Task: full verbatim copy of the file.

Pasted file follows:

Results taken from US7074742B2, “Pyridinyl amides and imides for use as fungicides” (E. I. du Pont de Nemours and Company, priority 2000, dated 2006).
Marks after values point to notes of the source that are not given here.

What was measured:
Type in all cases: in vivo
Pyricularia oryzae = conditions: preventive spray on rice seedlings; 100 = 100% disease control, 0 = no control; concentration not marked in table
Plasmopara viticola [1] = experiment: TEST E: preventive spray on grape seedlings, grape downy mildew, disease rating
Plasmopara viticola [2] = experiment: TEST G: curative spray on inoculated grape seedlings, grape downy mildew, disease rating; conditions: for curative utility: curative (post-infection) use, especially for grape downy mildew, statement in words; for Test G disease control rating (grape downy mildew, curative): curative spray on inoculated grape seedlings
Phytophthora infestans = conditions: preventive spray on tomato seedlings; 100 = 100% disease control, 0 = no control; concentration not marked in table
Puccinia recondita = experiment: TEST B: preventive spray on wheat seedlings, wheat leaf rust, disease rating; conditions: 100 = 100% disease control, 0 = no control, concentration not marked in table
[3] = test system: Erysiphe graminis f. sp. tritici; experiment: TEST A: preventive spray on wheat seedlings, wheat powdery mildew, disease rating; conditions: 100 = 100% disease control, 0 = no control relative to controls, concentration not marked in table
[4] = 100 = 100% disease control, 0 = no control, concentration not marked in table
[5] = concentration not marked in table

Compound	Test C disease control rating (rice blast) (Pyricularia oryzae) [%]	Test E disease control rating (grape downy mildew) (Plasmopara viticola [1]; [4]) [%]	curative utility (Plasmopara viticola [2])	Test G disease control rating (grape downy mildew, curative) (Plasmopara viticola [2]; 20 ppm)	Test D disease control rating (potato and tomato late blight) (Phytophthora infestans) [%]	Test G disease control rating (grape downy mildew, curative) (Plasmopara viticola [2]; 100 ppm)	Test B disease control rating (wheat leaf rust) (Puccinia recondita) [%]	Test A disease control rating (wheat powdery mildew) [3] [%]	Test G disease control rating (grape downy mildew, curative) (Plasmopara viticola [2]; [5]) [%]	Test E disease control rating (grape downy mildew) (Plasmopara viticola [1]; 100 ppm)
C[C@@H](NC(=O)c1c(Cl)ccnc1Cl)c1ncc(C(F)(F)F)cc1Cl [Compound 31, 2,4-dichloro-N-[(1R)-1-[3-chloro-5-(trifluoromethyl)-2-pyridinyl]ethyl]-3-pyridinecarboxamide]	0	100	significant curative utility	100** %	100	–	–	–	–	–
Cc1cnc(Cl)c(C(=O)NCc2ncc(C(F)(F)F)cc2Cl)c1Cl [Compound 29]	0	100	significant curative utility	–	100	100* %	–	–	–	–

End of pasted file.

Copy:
Results taken from US7074742B2, “Pyridinyl amides and imides for use as fungicides” (E. I. du Pont de Nemours and Company, priority 2000, dated 2006).
Marks after values point to notes of the source that are not given here.

What was measured:
Type in all cases: in vivo
Pyricularia oryzae = conditions: preventive spray on rice seedlings; 100 = 100% disease control, 0 = no control; concentration not marked in table
Plasmopara viticola [1] = experiment: TEST E: preventive spray on grape seedlings, grape downy mildew, disease rating
Plasmopara viticola [2] = experiment: TEST G: curative spray on inoculated grape seedlings, grape downy mildew, disease rating; conditions: for curative utility: curative (post-infection) use, especially for grape downy mildew, statement in words; for Test G disease control rating (grape downy mildew, curative): curative spray on inoculated grape seedlings
Phytophthora infestans = conditions: preventive spray on tomato seedlings; 100 = 100% disease control, 0 = no control; concentration not marked in table
Puccinia recondita = experiment: TEST B: preventive spray on wheat seedlings, wheat leaf rust, disease rating; conditions: 100 = 100% disease control, 0 = no control, concentration not marked in table
[3] = test system: Erysiphe graminis f. sp. tritici; experiment: TEST A: preventive spray on wheat seedlings, wheat powdery mildew, disease rating; conditions: 100 = 100% disease control, 0 = no control relative to controls, concentration not marked in table
[4] = 100 = 100% disease control, 0 = no control, concentration not marked in table
[5] = concentration not marked in table

Compound	Test C disease control rating (rice blast) (Pyricularia oryzae) [%]	Test E disease control rating (grape downy mildew) (Plasmopara viticola [1]; [4]) [%]	curative utility (Plasmopara viticola [2])	Test G disease control rating (grape downy mildew, curative) (Plasmopara viticola [2]; 20 ppm)	Test D disease control rating (potato and tomato late blight) (Phytophthora infestans) [%]	Test G disease control rating (grape downy mildew, curative) (Plasmopara viticola [2]; 100 ppm)	Test B disease control rating (wheat leaf rust) (Puccinia recondita) [%]	Test A disease control rating (wheat powdery mildew) [3] [%]	Test G disease control rating (grape downy mildew, curative) (Plasmopara viticola [2]; [5]) [%]	Test E disease control rating (grape downy mildew) (Plasmopara viticola [1]; 100 ppm)
C[C@@H](NC(=O)c1c(Cl)ccnc1Cl)c1ncc(C(F)(F)F)cc1Cl [Compound 31, 2,4-dichloro-N-[(1R)-1-[3-chloro-5-(trifluoromethyl)-2-pyridinyl]ethyl]-3-pyridinecarboxamide]	0	100	significant curative utility	100** %	100	–	–	–	–	–
Cc1cnc(Cl)c(C(=O)NCc2ncc(C(F)(F)F)cc2Cl)c1Cl [Compound 29]	0	100	significant curative utility	–	100	100* %	–	–	–	–